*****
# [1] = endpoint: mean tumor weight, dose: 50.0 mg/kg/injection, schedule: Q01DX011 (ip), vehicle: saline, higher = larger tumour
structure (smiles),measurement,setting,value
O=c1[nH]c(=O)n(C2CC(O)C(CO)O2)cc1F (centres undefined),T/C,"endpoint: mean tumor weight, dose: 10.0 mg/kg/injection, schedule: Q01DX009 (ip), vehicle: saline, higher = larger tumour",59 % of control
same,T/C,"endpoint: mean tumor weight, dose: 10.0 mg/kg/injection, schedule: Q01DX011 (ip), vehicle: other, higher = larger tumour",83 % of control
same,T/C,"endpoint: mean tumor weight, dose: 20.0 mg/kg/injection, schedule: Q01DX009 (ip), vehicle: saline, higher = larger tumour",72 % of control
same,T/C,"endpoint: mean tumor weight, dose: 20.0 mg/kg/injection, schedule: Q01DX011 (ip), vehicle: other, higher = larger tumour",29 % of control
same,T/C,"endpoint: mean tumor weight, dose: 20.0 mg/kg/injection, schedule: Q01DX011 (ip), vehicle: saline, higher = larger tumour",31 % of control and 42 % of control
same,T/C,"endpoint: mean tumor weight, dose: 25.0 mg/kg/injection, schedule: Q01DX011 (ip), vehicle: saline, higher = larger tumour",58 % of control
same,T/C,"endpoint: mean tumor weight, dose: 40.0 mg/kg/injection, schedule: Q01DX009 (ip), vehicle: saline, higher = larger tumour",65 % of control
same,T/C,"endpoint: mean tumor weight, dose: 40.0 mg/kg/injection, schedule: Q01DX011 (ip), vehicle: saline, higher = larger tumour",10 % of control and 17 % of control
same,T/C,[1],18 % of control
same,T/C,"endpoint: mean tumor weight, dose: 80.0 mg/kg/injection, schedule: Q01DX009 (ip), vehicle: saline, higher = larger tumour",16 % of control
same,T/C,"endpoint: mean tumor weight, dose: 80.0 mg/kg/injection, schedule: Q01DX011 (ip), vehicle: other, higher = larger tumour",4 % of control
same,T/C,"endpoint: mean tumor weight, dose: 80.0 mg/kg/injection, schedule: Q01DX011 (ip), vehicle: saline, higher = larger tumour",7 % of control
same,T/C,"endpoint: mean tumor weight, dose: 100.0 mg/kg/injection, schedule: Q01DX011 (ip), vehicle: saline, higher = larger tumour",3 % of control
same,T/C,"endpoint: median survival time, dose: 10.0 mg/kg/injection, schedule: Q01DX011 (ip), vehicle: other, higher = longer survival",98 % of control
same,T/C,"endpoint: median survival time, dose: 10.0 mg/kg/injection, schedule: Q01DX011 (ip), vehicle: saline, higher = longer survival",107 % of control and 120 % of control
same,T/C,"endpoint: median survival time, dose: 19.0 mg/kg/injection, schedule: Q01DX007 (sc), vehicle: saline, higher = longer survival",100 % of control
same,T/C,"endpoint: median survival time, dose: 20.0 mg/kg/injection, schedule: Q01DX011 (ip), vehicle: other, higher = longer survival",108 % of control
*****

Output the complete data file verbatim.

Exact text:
# [1] = endpoint: mean tumor weight, dose: 50.0 mg/kg/injection, schedule: Q01DX011 (ip), vehicle: saline, higher = larger tumour
structure (smiles),measurement,setting,value
O=c1[nH]c(=O)n(C2CC(O)C(CO)O2)cc1F (centres undefined),T/C,"endpoint: mean tumor weight, dose: 10.0 mg/kg/injection, schedule: Q01DX009 (ip), vehicle: saline, higher = larger tumour",59 % of control
same,T/C,"endpoint: mean tumor weight, dose: 10.0 mg/kg/injection, schedule: Q01DX011 (ip), vehicle: other, higher = larger tumour",83 % of control
same,T/C,"endpoint: mean tumor weight, dose: 20.0 mg/kg/injection, schedule: Q01DX009 (ip), vehicle: saline, higher = larger tumour",72 % of control
same,T/C,"endpoint: mean tumor weight, dose: 20.0 mg/kg/injection, schedule: Q01DX011 (ip), vehicle: other, higher = larger tumour",29 % of control
same,T/C,"endpoint: mean tumor weight, dose: 20.0 mg/kg/injection, schedule: Q01DX011 (ip), vehicle: saline, higher = larger tumour",31 % of control and 42 % of control
same,T/C,"endpoint: mean tumor weight, dose: 25.0 mg/kg/injection, schedule: Q01DX011 (ip), vehicle: saline, higher = larger tumour",58 % of control
same,T/C,"endpoint: mean tumor weight, dose: 40.0 mg/kg/injection, schedule: Q01DX009 (ip), vehicle: saline, higher = larger tumour",65 % of control
same,T/C,"endpoint: mean tumor weight, dose: 40.0 mg/kg/injection, schedule: Q01DX011 (ip), vehicle: saline, higher = larger tumour",10 % of control and 17 % of control
same,T/C,[1],18 % of control
same,T/C,"endpoint: mean tumor weight, dose: 80.0 mg/kg/injection, schedule: Q01DX009 (ip), vehicle: saline, higher = larger tumour",16 % of control
same,T/C,"endpoint: mean tumor weight, dose: 80.0 mg/kg/injection, schedule: Q01DX011 (ip), vehicle: other, higher = larger tumour",4 % of control
same,T/C,"endpoint: mean tumor weight, dose: 80.0 mg/kg/injection, schedule: Q01DX011 (ip), vehicle: saline, higher = larger tumour",7 % of control
same,T/C,"endpoint: mean tumor weight, dose: 100.0 mg/kg/injection, schedule: Q01DX011 (ip), vehicle: saline, higher = larger tumour",3 % of control
same,T/C,"endpoint: median survival time, dose: 10.0 mg/kg/injection, schedule: Q01DX011 (ip), vehicle: other, higher = longer survival",98 % of control
same,T/C,"endpoint: median survival time, dose: 10.0 mg/kg/injection, schedule: Q01DX011 (ip), vehicle: saline, higher = longer survival",107 % of control and 120 % of control
same,T/C,"endpoint: median survival time, dose: 19.0 mg/kg/injection, schedule: Q01DX007 (sc), vehicle: saline, higher = longer survival",100 % of control
same,T/C,"endpoint: median survival time, dose: 20.0 mg/kg/injection, schedule: Q01DX011 (ip), vehicle: other, higher = longer survival",108 % of control